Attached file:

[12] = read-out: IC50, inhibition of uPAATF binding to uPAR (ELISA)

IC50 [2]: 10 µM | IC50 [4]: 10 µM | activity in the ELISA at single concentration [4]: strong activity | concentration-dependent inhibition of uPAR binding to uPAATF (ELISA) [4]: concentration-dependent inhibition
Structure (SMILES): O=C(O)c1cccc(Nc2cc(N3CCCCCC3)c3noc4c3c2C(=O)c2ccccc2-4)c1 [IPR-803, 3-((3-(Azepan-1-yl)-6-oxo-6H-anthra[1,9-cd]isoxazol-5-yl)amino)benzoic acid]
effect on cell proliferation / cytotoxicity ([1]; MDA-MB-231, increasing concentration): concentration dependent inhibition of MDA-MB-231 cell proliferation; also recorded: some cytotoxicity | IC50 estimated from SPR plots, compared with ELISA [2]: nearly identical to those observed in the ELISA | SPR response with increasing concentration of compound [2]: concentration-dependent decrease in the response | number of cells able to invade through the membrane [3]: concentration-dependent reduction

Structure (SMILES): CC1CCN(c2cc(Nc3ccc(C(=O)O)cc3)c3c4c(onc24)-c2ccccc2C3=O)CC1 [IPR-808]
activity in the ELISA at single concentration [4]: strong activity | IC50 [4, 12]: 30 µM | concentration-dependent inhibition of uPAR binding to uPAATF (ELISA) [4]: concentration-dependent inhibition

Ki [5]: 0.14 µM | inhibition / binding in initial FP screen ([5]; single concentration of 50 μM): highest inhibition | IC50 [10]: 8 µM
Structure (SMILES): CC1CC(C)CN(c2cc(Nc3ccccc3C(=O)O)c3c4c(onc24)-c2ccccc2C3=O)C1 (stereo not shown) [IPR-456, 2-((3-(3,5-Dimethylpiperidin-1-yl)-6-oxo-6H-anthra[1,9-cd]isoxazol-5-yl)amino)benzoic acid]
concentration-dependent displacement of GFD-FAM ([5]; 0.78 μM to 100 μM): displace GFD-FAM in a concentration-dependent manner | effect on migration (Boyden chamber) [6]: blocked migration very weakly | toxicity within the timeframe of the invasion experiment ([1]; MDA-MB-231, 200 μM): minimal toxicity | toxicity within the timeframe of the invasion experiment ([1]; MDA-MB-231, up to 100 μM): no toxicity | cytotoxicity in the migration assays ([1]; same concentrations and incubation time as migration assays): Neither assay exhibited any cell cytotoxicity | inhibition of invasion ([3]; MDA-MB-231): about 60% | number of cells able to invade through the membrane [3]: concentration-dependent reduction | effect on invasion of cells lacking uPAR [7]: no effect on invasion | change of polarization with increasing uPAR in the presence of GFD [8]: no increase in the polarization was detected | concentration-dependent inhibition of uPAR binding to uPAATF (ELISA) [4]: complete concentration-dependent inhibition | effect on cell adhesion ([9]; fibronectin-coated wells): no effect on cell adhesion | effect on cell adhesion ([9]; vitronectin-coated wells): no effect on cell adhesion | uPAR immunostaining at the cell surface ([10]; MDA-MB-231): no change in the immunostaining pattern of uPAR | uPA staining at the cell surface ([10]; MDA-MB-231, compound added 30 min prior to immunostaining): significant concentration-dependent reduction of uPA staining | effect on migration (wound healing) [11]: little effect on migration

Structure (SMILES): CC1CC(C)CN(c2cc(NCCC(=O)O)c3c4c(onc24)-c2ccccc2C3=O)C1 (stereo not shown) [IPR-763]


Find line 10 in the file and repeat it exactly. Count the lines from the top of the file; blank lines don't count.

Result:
Structure (SMILES): CC1CC(C)CN(c2cc(NCCC(=O)O)c3c4c(onc24)-c2ccccc2C3=O)C1 (stereo not shown) [IPR-763]